- Research and academic organizations, relevant UN agencies, Development partners as well as the private sector (as and where necessary) will need to commit support through innovative technical expertise, technology transfer, strengthening extension services, establishing /strengthening food storage and supply chain facilities, policy advice, monitoring and strengthening policy implementation with achievement of targets and nutrition improvement outcomes and impacts especially on maternal and child nutrition.
- Country- led agriculture plans and initiatives need to be developed that are anchored in the policy, programmatic and financial frameworks of the national development plans and strategies. Prioritization and costing of agriculture and food security interventions that impact on nutrition are required in addition to putting in place processes and systems that are results- based, guide monitoring and implementation and demonstrate policy impact to enable effectiveness of nutrition oriented agriculture interventions.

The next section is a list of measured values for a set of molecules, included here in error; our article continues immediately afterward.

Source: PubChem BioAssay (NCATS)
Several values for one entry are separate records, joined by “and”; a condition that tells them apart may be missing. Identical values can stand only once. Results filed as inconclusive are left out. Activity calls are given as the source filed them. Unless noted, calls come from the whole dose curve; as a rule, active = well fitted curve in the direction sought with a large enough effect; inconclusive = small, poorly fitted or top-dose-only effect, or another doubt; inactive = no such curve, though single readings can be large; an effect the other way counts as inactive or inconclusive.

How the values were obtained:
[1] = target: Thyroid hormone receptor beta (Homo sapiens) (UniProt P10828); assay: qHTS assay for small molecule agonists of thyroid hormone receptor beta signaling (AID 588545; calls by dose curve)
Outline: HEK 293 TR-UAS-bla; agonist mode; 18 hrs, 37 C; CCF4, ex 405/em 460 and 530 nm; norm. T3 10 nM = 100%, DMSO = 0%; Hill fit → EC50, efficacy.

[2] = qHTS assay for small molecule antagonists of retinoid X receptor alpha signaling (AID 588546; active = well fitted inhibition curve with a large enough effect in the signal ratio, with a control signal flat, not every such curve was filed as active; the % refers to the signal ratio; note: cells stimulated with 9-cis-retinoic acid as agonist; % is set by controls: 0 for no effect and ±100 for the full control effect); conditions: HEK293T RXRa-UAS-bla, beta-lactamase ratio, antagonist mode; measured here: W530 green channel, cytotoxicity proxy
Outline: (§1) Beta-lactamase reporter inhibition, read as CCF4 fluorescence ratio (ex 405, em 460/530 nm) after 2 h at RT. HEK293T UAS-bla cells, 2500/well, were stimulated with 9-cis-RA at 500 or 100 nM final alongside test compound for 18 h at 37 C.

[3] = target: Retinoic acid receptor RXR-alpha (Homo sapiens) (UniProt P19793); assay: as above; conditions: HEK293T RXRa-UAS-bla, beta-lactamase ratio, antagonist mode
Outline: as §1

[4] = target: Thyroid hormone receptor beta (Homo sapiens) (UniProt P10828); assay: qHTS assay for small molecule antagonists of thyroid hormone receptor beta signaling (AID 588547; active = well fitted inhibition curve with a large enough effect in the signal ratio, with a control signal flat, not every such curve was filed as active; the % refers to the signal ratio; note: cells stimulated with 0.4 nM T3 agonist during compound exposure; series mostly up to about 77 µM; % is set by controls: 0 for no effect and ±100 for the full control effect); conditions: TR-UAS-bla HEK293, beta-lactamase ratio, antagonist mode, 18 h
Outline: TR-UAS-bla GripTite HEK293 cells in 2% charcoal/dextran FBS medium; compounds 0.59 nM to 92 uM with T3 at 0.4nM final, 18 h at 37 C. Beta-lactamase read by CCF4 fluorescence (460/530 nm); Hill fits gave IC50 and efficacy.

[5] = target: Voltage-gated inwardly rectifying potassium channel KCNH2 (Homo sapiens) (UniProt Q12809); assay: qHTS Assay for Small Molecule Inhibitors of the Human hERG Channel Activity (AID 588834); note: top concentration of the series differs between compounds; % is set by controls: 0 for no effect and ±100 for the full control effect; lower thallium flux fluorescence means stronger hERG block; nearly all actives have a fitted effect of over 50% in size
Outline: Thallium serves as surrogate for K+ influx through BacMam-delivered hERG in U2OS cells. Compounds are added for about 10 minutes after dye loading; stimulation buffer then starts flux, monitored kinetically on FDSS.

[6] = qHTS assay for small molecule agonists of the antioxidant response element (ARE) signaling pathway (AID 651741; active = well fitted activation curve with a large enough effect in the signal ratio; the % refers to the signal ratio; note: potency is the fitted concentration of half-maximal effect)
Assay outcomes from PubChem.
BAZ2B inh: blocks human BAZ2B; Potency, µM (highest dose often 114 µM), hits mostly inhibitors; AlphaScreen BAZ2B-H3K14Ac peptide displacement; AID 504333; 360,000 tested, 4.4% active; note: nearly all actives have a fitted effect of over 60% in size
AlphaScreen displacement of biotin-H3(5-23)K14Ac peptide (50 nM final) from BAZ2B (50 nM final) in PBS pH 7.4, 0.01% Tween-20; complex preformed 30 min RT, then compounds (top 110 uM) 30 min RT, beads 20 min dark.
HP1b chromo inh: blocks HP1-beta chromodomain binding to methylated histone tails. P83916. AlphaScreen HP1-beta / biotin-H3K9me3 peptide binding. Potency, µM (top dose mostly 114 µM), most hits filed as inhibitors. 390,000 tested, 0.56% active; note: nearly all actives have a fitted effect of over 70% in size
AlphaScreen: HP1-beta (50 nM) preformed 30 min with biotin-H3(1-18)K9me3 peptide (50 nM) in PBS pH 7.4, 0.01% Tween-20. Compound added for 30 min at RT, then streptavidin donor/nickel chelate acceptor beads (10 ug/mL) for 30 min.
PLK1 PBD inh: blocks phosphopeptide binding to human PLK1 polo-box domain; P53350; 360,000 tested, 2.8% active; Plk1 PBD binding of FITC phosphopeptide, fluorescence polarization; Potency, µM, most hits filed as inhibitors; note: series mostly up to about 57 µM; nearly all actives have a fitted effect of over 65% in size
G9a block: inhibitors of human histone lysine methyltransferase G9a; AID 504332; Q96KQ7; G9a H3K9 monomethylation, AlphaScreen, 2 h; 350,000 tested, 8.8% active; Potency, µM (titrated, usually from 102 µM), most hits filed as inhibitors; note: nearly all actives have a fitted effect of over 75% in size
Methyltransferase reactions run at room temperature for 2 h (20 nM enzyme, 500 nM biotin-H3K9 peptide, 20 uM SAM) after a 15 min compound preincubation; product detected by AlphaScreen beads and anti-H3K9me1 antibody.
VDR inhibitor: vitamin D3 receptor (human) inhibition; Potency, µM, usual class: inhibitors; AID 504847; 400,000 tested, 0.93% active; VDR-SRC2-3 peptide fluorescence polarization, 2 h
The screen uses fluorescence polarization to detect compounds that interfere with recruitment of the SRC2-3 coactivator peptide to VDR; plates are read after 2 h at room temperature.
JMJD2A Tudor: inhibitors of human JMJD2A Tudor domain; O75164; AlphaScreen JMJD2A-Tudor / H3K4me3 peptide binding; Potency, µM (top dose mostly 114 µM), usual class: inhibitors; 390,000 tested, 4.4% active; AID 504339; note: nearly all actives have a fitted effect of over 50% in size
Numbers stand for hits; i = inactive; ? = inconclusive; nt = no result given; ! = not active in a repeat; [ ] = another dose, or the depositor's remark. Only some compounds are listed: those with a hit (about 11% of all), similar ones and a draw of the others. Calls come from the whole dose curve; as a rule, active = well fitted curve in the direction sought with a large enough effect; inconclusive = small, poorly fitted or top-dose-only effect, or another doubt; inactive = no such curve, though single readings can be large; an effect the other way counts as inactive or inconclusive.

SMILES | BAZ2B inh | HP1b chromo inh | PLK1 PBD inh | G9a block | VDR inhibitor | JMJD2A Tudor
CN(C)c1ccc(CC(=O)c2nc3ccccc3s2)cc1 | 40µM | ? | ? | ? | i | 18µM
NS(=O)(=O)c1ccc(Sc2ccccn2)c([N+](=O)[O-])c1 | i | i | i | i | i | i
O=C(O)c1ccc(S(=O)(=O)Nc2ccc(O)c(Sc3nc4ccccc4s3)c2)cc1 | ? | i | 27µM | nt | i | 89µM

- Given the climate change impacts on food and nutrition security particularly for the vulnerable poor, integrated agricultural development and resilience interventions and actions will be required that lead to enhanced production, productivity, balanced growth, value chain and increased access to food and nutrition through appropriate institutional arrangements and sustainable resource management.
- Strengthen the integration of nutrition education through agricultural extension, investing in and mobilizing women and supporting agricultural tasks that women are engaged in and prioritizing those that generate employment and improve nutrition of households and children.